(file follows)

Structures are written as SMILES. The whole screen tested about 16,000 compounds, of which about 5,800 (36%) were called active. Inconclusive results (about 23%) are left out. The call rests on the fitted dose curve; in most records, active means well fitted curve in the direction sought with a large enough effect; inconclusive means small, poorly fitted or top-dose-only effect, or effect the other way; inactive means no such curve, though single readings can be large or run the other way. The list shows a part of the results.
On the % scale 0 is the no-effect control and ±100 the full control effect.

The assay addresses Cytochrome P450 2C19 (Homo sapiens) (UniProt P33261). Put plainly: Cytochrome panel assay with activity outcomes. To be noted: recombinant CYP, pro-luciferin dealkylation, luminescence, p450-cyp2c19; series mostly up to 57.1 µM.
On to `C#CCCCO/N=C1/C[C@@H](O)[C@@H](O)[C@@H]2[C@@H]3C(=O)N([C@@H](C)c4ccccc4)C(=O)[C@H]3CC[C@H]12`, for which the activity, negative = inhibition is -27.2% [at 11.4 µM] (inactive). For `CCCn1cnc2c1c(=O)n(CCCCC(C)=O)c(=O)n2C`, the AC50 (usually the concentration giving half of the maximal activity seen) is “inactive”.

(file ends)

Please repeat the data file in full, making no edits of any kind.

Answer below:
Structures are written as SMILES. The whole screen tested about 16,000 compounds, of which about 5,800 (36%) were called active. Inconclusive results (about 23%) are left out. The call rests on the fitted dose curve; in most records, active means well fitted curve in the direction sought with a large enough effect; inconclusive means small, poorly fitted or top-dose-only effect, or effect the other way; inactive means no such curve, though single readings can be large or run the other way. The list shows a part of the results.
On the % scale 0 is the no-effect control and ±100 the full control effect.

The assay addresses Cytochrome P450 2C19 (Homo sapiens) (UniProt P33261). Put plainly: Cytochrome panel assay with activity outcomes. To be noted: recombinant CYP, pro-luciferin dealkylation, luminescence, p450-cyp2c19; series mostly up to 57.1 µM.
On to `C#CCCCO/N=C1/C[C@@H](O)[C@@H](O)[C@@H]2[C@@H]3C(=O)N([C@@H](C)c4ccccc4)C(=O)[C@H]3CC[C@H]12`, for which the activity, negative = inhibition is -27.2% [at 11.4 µM] (inactive). For `CCCn1cnc2c1c(=O)n(CCCCC(C)=O)c(=O)n2C`, the AC50 (usually the concentration giving half of the maximal activity seen) is “inactive”.